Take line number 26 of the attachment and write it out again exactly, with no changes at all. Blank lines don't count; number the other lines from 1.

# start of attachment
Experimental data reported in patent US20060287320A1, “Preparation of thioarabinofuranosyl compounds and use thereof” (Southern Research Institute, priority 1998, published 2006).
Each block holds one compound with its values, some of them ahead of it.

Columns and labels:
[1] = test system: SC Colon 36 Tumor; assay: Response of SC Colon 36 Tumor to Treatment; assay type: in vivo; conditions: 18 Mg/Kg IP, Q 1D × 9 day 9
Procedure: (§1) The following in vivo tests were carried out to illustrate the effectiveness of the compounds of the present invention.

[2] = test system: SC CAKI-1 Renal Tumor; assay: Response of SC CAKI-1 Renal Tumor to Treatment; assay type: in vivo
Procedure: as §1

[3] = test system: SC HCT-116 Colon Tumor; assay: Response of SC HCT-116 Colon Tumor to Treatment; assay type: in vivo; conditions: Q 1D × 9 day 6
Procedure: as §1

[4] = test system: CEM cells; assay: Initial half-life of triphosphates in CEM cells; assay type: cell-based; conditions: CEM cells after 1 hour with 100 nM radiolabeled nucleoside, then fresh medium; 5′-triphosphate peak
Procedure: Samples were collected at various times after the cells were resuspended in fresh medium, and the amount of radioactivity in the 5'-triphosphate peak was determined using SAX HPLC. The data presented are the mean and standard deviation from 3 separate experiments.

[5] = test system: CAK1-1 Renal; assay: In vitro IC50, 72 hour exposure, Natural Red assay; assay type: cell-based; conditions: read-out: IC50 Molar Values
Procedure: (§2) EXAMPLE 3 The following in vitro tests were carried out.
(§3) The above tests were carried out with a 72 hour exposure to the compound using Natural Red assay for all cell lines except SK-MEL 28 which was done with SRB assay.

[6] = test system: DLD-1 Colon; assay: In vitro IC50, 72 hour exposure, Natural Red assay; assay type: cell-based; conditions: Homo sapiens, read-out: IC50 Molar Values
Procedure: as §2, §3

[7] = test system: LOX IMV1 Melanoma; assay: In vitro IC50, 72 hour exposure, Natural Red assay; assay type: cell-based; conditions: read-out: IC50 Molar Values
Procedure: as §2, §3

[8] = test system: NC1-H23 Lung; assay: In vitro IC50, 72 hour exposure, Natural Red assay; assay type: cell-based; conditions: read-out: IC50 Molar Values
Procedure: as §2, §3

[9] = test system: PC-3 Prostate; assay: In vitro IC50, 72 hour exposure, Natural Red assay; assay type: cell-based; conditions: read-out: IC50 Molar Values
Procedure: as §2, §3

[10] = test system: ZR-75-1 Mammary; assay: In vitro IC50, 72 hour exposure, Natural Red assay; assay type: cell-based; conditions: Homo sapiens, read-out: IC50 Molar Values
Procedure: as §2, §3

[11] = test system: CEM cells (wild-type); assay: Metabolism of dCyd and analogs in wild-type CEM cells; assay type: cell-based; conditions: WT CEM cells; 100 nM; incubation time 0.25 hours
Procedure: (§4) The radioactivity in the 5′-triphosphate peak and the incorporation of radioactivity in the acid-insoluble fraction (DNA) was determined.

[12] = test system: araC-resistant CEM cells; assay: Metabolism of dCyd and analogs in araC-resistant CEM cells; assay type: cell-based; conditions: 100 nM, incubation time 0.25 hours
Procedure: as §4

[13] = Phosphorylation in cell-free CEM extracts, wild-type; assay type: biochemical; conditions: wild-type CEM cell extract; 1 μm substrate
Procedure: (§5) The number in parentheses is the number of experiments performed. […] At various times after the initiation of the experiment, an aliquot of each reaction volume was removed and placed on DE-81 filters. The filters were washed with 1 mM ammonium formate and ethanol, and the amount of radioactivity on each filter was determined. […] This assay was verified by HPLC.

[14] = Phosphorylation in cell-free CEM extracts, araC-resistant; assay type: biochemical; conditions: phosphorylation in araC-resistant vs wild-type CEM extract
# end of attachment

Procedure: (§4) The radioactivity in the 5′-triphosphate peak and the incorporation of radioactivity in the acid-insoluble fraction (DNA) was determined.